Wednesday, October 22, 2008

Think Pink!

Mitali Perkins Facebooked and Twittered a question to her friends: "should an author describe the race of a character or leave it to the reader's imagination?"

Good question, and she got some good answers. (Thanks, Gail, for the tip.)

It's a question we also face in reviewing--when do we mention the ethnicity or skin color of a character and when do we not? Sometimes, relaying details of the story will make things clear enough, but it's tougher when reviewing everyday-life-type stories, especially picture books, where the characters happen to be one color or another in a way that has no particular effect on the story or theme. And, as Justina Chen Headley points out in Mitali's post, we tend to mention skin color only when that color is not white. Awwwwwkward. I remember when Ms. magazine made a go of using "European American" wherever white people showed up in a story but it didn't last.

(And, really, there should be some kind of prize for the awkward ways in which well-meaning children's writers signal skin color: "Kathy's cocoa-brown-with-a-hint-of-whipped-cream face glowed warmly as she reveled in the attention of her more boringly-tinted friends." Yeah, I made that up but you know what I mean.)

13 comments:

Anonymous said...

Oh for the good old days when you could tell sex and color by a character's name! As a young editor, I once had a terrible time with a new writer whose heroine - a white girl - was named Jaime. (Pronounced Jaymee by author, Hymie by me. Utter chaos!)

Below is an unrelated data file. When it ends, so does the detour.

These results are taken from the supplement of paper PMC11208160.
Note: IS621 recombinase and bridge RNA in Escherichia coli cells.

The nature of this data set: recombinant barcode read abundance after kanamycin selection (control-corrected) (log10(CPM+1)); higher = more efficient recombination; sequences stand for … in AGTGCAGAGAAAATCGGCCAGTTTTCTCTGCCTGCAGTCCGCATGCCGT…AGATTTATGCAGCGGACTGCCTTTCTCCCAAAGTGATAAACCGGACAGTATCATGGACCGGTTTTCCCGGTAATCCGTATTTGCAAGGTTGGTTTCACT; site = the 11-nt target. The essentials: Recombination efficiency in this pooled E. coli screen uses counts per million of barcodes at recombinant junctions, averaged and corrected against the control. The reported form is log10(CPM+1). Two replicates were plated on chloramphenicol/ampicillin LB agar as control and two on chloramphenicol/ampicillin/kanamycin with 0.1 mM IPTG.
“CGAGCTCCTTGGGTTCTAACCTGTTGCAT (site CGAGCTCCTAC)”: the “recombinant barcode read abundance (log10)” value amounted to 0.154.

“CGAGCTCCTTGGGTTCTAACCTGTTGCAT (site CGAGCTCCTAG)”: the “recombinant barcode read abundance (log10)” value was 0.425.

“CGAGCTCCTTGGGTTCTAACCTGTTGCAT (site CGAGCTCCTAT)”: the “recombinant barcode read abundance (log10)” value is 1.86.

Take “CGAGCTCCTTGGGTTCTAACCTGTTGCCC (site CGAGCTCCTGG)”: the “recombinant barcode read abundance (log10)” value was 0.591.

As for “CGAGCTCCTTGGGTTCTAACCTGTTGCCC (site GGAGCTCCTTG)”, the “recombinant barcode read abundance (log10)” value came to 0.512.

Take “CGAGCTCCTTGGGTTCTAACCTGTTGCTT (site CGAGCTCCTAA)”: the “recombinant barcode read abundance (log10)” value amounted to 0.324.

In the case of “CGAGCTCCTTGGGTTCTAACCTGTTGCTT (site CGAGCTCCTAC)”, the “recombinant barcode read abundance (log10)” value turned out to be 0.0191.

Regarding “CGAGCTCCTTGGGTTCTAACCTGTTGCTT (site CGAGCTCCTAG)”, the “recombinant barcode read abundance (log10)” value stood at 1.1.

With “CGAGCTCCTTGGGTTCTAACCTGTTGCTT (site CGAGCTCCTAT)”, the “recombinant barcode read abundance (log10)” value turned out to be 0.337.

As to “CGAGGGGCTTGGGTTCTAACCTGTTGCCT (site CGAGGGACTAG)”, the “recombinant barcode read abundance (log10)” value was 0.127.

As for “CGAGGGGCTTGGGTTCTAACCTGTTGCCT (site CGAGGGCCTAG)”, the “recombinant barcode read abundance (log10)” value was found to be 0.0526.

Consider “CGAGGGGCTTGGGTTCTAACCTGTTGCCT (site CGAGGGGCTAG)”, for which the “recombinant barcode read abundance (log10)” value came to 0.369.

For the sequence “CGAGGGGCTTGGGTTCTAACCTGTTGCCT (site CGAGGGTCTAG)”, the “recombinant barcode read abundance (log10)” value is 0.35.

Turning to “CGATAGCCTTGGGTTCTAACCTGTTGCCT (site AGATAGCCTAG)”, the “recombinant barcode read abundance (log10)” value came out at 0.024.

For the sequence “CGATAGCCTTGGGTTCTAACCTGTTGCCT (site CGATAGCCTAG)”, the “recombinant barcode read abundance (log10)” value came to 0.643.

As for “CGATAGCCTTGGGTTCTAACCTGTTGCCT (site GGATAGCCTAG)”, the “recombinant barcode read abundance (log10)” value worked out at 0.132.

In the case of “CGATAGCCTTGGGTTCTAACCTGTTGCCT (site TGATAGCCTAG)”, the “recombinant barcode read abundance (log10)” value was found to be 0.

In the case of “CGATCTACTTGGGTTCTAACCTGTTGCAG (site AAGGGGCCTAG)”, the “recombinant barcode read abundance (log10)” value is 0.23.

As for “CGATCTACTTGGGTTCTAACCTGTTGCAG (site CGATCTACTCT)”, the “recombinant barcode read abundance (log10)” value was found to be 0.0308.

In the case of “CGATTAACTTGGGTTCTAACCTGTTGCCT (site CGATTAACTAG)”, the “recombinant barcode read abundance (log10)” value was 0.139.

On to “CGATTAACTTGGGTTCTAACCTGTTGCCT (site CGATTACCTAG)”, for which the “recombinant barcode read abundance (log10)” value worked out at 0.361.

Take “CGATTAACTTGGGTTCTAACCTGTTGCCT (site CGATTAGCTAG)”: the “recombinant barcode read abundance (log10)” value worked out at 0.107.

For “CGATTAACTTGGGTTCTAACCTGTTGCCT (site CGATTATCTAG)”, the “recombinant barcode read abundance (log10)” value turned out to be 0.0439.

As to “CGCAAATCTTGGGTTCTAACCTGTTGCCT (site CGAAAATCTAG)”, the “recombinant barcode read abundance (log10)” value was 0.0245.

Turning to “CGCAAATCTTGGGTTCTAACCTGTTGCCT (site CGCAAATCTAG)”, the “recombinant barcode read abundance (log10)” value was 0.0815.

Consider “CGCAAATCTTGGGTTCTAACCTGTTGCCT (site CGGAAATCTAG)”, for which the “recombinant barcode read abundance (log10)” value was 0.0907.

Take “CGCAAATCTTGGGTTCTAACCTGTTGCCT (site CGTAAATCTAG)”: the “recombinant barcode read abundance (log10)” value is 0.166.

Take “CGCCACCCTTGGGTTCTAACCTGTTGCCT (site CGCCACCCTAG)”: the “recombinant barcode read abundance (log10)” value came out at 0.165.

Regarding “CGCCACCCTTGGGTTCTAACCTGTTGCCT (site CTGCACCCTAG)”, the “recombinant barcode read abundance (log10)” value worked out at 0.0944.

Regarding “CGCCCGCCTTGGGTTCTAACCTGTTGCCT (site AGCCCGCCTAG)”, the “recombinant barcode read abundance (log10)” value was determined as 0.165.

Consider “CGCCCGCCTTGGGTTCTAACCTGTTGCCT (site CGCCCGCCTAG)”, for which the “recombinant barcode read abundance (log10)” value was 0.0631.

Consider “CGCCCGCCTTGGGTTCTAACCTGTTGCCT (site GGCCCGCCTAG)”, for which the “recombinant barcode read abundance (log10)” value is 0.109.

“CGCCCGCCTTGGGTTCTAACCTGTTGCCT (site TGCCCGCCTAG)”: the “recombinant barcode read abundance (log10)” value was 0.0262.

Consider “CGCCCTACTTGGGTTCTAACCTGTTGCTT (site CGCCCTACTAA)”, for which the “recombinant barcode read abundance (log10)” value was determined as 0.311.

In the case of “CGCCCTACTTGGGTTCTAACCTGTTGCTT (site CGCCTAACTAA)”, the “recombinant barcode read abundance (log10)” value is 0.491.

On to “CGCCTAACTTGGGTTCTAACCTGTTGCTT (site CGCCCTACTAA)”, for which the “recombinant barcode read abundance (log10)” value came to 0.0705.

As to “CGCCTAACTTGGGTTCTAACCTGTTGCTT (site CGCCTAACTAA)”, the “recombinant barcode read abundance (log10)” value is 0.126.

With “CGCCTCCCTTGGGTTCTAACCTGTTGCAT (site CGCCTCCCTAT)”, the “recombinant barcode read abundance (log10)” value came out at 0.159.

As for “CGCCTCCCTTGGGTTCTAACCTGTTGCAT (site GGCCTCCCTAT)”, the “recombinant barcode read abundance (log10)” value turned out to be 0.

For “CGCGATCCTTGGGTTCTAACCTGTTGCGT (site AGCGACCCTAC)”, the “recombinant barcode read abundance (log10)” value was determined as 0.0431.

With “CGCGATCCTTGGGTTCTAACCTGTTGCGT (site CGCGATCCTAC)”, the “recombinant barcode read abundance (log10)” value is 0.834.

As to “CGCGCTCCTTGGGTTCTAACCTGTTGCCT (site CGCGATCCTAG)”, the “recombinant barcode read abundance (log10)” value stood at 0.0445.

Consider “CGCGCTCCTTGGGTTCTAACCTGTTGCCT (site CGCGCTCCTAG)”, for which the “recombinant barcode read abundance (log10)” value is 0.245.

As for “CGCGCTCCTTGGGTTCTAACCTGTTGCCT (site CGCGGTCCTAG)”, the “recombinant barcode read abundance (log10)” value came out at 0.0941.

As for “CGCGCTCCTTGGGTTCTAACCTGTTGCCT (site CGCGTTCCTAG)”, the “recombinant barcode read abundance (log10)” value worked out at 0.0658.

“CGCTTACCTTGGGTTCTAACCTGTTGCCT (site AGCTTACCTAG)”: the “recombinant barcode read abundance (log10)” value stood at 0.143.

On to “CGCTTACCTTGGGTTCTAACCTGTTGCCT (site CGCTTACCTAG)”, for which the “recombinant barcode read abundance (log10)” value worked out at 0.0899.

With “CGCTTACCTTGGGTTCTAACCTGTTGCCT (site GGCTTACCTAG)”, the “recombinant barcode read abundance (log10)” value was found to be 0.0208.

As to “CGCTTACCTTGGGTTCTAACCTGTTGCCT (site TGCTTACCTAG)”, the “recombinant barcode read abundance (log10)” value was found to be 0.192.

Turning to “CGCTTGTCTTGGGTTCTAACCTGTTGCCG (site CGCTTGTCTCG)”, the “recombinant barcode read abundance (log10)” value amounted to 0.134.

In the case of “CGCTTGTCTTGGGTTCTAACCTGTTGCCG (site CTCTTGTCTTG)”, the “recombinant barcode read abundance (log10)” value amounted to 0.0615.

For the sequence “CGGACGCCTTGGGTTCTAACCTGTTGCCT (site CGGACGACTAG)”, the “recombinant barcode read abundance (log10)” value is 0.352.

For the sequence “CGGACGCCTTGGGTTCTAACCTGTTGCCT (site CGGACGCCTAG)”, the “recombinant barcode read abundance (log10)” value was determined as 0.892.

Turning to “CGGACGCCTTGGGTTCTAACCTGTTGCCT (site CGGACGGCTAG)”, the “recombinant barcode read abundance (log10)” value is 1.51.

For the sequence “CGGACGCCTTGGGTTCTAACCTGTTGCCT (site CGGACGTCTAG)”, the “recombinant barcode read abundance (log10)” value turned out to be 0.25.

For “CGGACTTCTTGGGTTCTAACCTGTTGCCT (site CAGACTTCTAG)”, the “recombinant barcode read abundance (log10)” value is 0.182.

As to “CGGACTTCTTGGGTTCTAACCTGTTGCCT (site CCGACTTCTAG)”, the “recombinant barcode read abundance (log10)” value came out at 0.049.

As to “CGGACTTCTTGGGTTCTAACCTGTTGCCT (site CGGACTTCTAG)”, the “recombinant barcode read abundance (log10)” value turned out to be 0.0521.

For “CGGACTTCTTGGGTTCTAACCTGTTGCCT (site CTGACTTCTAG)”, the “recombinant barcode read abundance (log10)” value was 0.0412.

Lisa Yee said...

If race is not a core issue of the book, but can be cited without bashing someone over the head with it, then by all means have at it. It is, after all, a distinguishing characteristic.

That said, the reader will interpret away whatever the author writes. For example, in my novel MILLICENT MIN, GIRL GENIUS the protagonist and her family are Chinese Americans. This is fairly obvious. However, my husband and I were discussing the book a couple years after it came out and he was SHOCKED that Millicent's father was Chinese. "I thought he was white," he told me. (My husband is white, or rather "European American.")

Anonymous said...

Even tougher than everyday stories and picture books, what do you do with Science Fiction? Do they care about skin color out there in the future or on Space Opera-World? If they don't, why would you make a point of mentioning it? If you don't mention it, won't most readers default to an all-white cast for your story?

Mitali Perkins said...

Some people, arguably most in North America, might default as you describe, but when a sci fi or fantasy author doesn't define race, readers are given a chance to let the imagination control the casting, and therefore the latter kind of book crosses borders differently than a book where the author defines the race.

I read Tolkien's trilogy for the first time as a teenager on a trip to Calcutta, and my dream Aragorn was a swarthy hero, nothing like Viggo Mortenson. My dream Hobbits had skin like leather or bark, not translucent like Elijah Wood's. What a shock to see the screen version!